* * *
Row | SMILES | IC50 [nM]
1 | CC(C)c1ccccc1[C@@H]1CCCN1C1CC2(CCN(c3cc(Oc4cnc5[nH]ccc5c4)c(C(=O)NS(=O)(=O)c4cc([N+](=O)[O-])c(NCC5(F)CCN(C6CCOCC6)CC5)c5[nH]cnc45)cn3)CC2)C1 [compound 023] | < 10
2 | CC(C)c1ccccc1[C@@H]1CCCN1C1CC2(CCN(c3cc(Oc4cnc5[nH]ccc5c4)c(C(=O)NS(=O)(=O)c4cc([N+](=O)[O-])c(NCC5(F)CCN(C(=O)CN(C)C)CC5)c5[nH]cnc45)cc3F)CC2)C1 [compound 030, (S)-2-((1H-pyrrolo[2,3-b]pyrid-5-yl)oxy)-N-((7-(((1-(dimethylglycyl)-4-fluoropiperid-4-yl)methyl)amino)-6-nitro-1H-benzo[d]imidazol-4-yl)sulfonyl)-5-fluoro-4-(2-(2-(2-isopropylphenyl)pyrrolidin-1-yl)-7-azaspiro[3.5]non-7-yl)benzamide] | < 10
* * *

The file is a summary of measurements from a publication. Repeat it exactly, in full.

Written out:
Row | SMILES | IC50 [nM]
1 | CC(C)c1ccccc1[C@@H]1CCCN1C1CC2(CCN(c3cc(Oc4cnc5[nH]ccc5c4)c(C(=O)NS(=O)(=O)c4cc([N+](=O)[O-])c(NCC5(F)CCN(C6CCOCC6)CC5)c5[nH]cnc45)cn3)CC2)C1 [compound 023] | < 10
2 | CC(C)c1ccccc1[C@@H]1CCCN1C1CC2(CCN(c3cc(Oc4cnc5[nH]ccc5c4)c(C(=O)NS(=O)(=O)c4cc([N+](=O)[O-])c(NCC5(F)CCN(C(=O)CN(C)C)CC5)c5[nH]cnc45)cc3F)CC2)C1 [compound 030, (S)-2-((1H-pyrrolo[2,3-b]pyrid-5-yl)oxy)-N-((7-(((1-(dimethylglycyl)-4-fluoropiperid-4-yl)methyl)amino)-6-nitro-1H-benzo[d]imidazol-4-yl)sulfonyl)-5-fluoro-4-(2-(2-(2-isopropylphenyl)pyrrolidin-1-yl)-7-azaspiro[3.5]non-7-yl)benzamide] | < 10